Studies in J.L. Austin's philosophy of language

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1965

Authors

Wright, Maxwell

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Abstract

Chapter 1: I examine Austin's paper How to Talk from the point of view of the theory of meaning (sense and reference) there adumbrated. Chapter 2: I describe the operation of 'fitting' and 'matching' by means of which Austin, in How to Talk, claims to generate four distinct speech-acts from a given speech-situation. I then argue, against J.W. Roxbee Cox, that it is neither vacuous to speak of fitting an item to a given name while matching the 'item-type' to the 'sense' of the name, nor impossible to speak of fitting an item to a name while matching the 'sense' of the name to the 'item-type'. I go on, however, to claim that 'statements', 'descriptions', etc., the speech-acts schematized by Austin, are not distinguished in ordinary language in the way that Austin suggests they are. Chapter 3: I consider the role played by statements in the controversy between Austin and Strawson about Truth; I argue that some of the confusion about facts which that debate engendered rests on a prior confusion about statements…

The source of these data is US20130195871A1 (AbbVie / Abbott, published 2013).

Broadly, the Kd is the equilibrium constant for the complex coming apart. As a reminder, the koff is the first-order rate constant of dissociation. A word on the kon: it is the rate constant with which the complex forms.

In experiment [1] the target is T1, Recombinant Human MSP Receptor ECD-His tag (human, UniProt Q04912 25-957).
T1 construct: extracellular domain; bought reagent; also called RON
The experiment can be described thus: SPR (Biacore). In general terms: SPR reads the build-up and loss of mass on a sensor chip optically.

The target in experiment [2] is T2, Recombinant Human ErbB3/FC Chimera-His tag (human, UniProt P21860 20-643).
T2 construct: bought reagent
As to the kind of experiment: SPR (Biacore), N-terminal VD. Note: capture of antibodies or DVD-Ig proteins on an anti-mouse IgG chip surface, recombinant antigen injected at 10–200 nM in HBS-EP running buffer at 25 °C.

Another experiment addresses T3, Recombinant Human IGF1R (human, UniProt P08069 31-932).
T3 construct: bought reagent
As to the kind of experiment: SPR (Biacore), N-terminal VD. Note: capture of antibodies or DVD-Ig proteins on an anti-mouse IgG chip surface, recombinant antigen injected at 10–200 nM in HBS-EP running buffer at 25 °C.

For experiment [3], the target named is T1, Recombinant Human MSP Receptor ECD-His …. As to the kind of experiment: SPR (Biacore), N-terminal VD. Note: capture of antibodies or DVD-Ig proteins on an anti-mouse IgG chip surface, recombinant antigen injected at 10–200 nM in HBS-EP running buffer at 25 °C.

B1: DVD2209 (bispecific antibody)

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DOI

10.25911/5d74e6d6bfc73

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